in WAMPServer

Setting up WordPress on WAMPServer

After getting the web server part of WampServer working, I wanted to install the latest version of WordPress (version 3.8) and the FavePersonal theme by Alex King. I wanted to play with it before installing it on my regular website. I decided to search for some examples on installing WordPress on WampServer. The best one was on, but I still had to get some other information to complete the installation. When the post talked about using phpmyadmin to set up a MySQL database for the WordPress install, it did not mention at that point that the default username and password for phpmyadmin would be root and blank. I had to enter that information to be able to create the database for WordPress. The post did mention it later when talking about setting up the wp-config.php file.

When I reached the point where the WordPress application displayed a screen prompting me to create a configuration file, I went ahead and clicked on the “Create A Configuration File” button. The next screen appeared as shown in the post. I entered the information for the database name, username and password, and entered “localhost” for the database host. However, when I clicked the Submit button, the browser appeared to not be able to connect to the server. As I mentioned in an earlier post, I had to use “http://localhost:8080” for my WampServer install. I then entered localhost:8080 as the host name, but this was not successful, either. I finally decided to go ahead and create a configuration file by saving a copy of wp-config-sample.php as wp-config.php in the root directory of my WordPress directory (C:\wamp\www\mytestweblog for my install). Here are my entries:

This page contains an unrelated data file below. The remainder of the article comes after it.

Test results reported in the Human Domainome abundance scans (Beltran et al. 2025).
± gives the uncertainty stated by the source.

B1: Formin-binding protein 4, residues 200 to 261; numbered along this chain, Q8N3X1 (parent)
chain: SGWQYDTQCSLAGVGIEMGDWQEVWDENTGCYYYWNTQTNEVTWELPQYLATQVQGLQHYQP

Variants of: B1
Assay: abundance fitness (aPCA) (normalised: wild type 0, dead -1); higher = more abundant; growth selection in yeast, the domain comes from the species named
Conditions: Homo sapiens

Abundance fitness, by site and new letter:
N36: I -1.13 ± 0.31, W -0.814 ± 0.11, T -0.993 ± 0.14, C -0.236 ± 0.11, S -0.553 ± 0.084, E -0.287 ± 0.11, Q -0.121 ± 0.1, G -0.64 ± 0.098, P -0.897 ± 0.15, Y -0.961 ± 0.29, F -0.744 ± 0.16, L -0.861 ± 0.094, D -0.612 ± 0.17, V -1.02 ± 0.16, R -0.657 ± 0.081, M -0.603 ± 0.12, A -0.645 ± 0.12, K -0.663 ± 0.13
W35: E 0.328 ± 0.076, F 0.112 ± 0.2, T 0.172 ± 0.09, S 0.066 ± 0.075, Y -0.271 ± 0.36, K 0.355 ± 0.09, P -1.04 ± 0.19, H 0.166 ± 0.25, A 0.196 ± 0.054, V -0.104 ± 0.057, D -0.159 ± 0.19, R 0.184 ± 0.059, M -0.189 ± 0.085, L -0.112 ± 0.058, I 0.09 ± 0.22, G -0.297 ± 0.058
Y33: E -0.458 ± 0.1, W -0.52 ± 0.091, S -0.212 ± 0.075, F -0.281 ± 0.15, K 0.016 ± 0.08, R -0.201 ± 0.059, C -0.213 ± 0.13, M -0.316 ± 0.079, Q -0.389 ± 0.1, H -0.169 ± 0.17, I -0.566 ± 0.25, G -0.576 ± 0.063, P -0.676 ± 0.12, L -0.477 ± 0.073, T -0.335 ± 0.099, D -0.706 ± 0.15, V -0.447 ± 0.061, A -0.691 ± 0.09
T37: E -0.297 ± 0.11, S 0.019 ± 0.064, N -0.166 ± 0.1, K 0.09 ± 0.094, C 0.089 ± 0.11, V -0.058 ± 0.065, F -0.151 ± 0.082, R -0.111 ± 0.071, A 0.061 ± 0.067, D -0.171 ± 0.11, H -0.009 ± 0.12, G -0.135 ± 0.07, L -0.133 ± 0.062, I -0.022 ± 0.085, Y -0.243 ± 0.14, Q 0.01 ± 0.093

// ** MySQL settings - You can get this info from your web host ** //
/** The name of the database for WordPress */
define('DB_NAME', 'mytestwp_db');

/** MySQL database username */
define('DB_USER', 'root');

/** MySQL database password */
define('DB_PASSWORD', '');

/** MySQL hostname */
define('DB_HOST', 'localhost');

After creating that file, I again went to http://localhost:8080/mytestweblog/, and was able to resume setup of my weblog per the post. I played around with the test weblog, and liked it enough to put it on my main weblog.

For WampServer installs where port 8080 has to be used, it seems that WordPress has problems with creating a configuration file. The user will probably need to create the file manually.


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